General abdominal8 (7.0%)
Gynecological5 (4.4%)
Urological11 (9.6%)
Head and neck5 (4.4%)
Vascular1 (0.9%)
Other10 (8.8%)

Patients had received both paclitaxel and sirolimus stents (28% and 73% of patients, respectively); 33% of patients had had more than 1 DES (Table 2). Most patients underwent surgery within 1 year of stent placement (77%), but only 40% had surgery within 180 days of stenting and only 13% within 90 days of stenting. Most patients (77%) had antiplatelet therapy completely discontinued a median of 10 days before surgery and remained off antiplatelet therapy for a median of 14 days total. Ten of the 15 patients (67%) who underwent surgery within 90 days of stenting had all antiplatelet agents discontinued preoperatively, 24 of the 30 patients (80%) who had surgery between 91 and 180 days after stenting had antiplatelet therapy completely discontinued, and 54 of the 69 patients (78%) who had surgery more than 180 days after stenting had antiplatelet therapy completely discontinued. There was no significant relationship between timing of stent placement relative to surgery (<90, 91180, or >180 days) and decision about whether to discontinue antiplatelet therapy (P = .59). However, invasiveness of the surgery was associated with antiplatelet management: 85% of those who continued antiplatelet therapy (aspirin or aspirin and clopidogrel) during the perioperative period were patients who underwent minimally invasive surgery (P < .0001).

Stenting History, Antiplatelet Therapy, and Perioperative Management (n = 114 Patients)
Characteristicn (%) unless otherwise noted
  • IQR, interquartile range; DES, drug‐eluting stent.

Timing of surgery and antiplatelet agent discontinuation relative to Percutaneous coronary intervention
Duration of most recent intervention relative to surgery (days), median (IQR)236 (125354)
Surgery within 90 days of DES placement15 (13.2%)
Surgery within 180 days of DES placement45 (39.5%)
Surgery within 1 year of DES placement88 (77.2%)
Percutaneous Coronary Intervention History
Number of drug‐eluting stents
176 (66.7%)
226 (22.8%)
3+12 (10.5%)
Paclitaxel stent 132 (28.1%)
Sirolimus stent 183 (72.8%)
Bare‐metal stent 110 (8.8%)
Perioperative antiplatelet treatment
Clopidogrel and aspirin continued through surgery24 (21.1%)
Aspirin alone continued through surgery2 (1.8%)
Clopidogrel alone continued through surgery0 (0%)
No antiplatelet treatment at time of surgery88 (77.2%)
Among the 15 patients who had surgery within 90 days of stenting10 (66.7%)
Among the 45 patients who had surgery within 180 days of stenting34 (75.6%)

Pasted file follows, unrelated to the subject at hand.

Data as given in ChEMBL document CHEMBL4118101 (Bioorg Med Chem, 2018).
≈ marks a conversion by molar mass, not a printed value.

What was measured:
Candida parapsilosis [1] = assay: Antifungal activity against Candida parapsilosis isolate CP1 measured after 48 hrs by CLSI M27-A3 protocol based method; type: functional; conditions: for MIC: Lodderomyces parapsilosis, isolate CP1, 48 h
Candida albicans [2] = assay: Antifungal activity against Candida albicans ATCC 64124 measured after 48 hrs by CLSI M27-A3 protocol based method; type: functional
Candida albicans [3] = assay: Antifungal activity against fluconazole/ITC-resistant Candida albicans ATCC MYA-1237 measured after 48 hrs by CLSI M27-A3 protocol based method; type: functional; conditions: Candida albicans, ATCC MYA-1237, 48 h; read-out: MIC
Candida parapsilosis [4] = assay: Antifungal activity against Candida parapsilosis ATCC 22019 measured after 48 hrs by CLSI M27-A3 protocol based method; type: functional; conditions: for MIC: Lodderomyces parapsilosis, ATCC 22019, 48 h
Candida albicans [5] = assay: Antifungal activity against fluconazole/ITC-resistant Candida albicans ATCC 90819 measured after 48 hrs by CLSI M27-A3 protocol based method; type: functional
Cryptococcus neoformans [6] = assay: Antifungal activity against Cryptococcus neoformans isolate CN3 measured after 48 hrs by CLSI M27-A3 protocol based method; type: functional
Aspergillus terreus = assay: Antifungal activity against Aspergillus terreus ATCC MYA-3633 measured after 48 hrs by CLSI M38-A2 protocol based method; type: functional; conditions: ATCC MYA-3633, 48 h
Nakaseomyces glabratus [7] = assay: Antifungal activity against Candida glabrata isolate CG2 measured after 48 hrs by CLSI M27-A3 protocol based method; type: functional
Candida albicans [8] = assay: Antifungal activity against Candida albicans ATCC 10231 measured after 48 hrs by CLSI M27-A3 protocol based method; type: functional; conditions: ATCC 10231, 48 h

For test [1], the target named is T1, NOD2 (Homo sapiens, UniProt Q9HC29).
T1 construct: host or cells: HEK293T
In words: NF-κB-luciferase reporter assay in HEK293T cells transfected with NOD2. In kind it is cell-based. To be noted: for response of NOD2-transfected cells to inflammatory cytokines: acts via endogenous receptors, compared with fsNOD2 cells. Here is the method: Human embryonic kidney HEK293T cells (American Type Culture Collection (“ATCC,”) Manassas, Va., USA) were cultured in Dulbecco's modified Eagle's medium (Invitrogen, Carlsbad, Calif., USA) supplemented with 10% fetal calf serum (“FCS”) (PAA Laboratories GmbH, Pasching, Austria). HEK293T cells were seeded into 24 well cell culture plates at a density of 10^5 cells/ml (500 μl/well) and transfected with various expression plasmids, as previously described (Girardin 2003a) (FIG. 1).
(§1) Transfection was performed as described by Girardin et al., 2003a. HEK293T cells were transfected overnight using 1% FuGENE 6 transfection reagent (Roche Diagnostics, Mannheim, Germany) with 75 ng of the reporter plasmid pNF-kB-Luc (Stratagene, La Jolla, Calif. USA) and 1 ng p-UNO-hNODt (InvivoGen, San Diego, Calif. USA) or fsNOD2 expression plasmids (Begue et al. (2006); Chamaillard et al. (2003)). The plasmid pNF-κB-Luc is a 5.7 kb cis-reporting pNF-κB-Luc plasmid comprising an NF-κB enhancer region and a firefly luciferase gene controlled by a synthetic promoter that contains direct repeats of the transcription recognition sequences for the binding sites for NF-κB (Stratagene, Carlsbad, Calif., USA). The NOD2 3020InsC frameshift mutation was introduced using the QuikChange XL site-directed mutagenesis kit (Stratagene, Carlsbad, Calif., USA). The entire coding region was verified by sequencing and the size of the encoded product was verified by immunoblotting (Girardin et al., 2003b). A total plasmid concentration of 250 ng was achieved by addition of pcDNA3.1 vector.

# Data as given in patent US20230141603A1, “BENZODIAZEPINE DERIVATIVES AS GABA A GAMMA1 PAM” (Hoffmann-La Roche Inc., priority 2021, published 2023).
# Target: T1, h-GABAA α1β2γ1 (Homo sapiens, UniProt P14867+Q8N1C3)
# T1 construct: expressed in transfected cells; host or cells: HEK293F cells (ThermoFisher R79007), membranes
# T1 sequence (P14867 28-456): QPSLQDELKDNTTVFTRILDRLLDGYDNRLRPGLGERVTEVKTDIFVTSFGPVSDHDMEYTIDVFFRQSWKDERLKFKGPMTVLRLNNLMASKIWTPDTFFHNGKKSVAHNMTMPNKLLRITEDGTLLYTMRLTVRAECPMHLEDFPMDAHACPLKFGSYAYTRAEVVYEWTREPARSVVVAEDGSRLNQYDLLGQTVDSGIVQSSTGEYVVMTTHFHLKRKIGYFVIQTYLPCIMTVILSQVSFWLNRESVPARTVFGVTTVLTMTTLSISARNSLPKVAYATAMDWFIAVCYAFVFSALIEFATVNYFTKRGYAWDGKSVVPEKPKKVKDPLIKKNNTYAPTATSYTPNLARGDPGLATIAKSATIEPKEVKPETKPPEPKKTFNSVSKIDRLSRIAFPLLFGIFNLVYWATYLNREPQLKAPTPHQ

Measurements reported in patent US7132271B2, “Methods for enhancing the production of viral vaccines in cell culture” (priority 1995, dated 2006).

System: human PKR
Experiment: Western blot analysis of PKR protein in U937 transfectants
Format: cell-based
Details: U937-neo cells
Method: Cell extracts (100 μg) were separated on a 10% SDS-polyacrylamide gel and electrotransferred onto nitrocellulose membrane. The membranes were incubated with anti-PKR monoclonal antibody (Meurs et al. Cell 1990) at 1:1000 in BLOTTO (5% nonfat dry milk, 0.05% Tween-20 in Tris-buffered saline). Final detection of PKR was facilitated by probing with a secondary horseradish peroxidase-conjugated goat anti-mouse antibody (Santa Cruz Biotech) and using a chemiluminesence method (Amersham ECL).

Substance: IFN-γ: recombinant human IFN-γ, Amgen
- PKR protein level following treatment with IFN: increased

Duration of discontinuance of aspirin
Median number of days discontinued preoperatively (IQR)10 (812)
Median total duration of discontinuance [days, IQR)14 (1019)
Duration of discontinuance of clopidogrel
Median number of days discontinued preoperatively [days, IQR]10 (813)
Median number of days discontinued in total (IQR)14 (1020)

The outcome events are presented in Table 3. Two patients (1.8%, 95% CI 0.5%6.2%) suffered a non‐ST‐elevation myocardial infarction (NSTEMI) postoperatively, and another patient (0.9%, 95% CI 0.2%4.8%) developed major bleeding, a retroperitoneal hemorrhage following kidney transplantation. This patient had been taking both aspirin and clopidogrel until 7 days prior to surgery and began to hemorrhage the day after surgery; antiplatelet agents were resumed 12 days postoperatively. No patients died (0%, 95% CI 0%3.3%). One of the 2 patients who suffered an MI was a 72‐year‐old man who had had placement of a single sirolimus‐eluting stent in the posterior descending artery 284 days prior to elective hip arthroplasty. He had no history of myocardial infarction but had undergone coronary bypass surgery 4 years earlier. Echocardiography showed he had aortic stenosis, with a calculated valve area of 0.9 cm2. He had a baseline left ventricular ejection fraction of 45%. His preoperative cardiac medications included lovastatin, lisinopril, and atenolol; he discontinued both aspirin and clopidogrel 7 days before the surgery. His NSTEMI occurred on the day of his operation, presenting with hypotension and anterolateral ST depressions. His troponin T peaked at 0.48 mg/mL, with a peak creatinine kinase of 795 U/L (MB fraction 6%). His left ventricular ejection fraction was 45% on postoperative day 2 (unchanged from baseline). He was discharged on postoperative day 8 and returned for catheterization 3 weeks later, at which time he was found to have a 70% ostial lesion in a saphenous vein graft to an obtuse marginal, which was stented. The previously placed DES was widely patent. The other patient who suffered a postoperative NSTEMI was a 68‐year‐old man with a history of carotid artery stenting and renal artery stenosis who had undergone placement of 3 sirolimus‐eluting stents in the right coronary artery 50 days prior to cervical laminectomy. He had had elective placement of the stents following a positive pharmacologic stress test. He was taking 50 mg of atenolol daily and had been taking aspirin and clopidogrel until 17 days before surgery. On postoperative day 3 he developed dyspnea, and leads V4 and V5 showed ST depressions. His troponin T peaked at 1.24 mg/mL, with a peak creatinine kinase of 879 U/L (MB fraction 6%). The patient underwent left‐heart catheterization on hospital day 10. All 3 DESs were widely patent. His left ventricular ejection fraction was estimated at 65%. He was discharged on postoperative day 15. Because neither of the patients who had a postoperative NSTEMI showed evidence of stent thrombosis on catheterization, the overall rate of stent thrombosis was 0% (95% CI 0%3.3%).

Thirty‐Day Outcomes in Predefined Patient Subsets
OutcomeEntire cohort (n = 114) [all antiplatelet therapy stopped in 88 patients (77%)]Surgery < 90 days after DES (n = 15) [all antiplatelet therapy stopped in 10 patients (67%)]Surgery < 180 days after DES (n = 45) [all antiplatelet therapy stopped in 34 patients (76%)]
  • Outcomes expressed as n (%, 95% confidence interval).

  • DES, drug‐eluting stent.

Death0 (0%, 0%3.3%)0 (0%, 0%20.4%)0 (0%, 0%7.9%)
Any myocardial infarction2 (1.8%, 0.5%6.2%)1 (6.7%, 1.2%29.8%)1 (2.2%, 0.4%11.6%)
DES thrombosis0 (0%, 0%3.3%)0 (0%, 0%20.4%)0 (0%, 0%7.9%)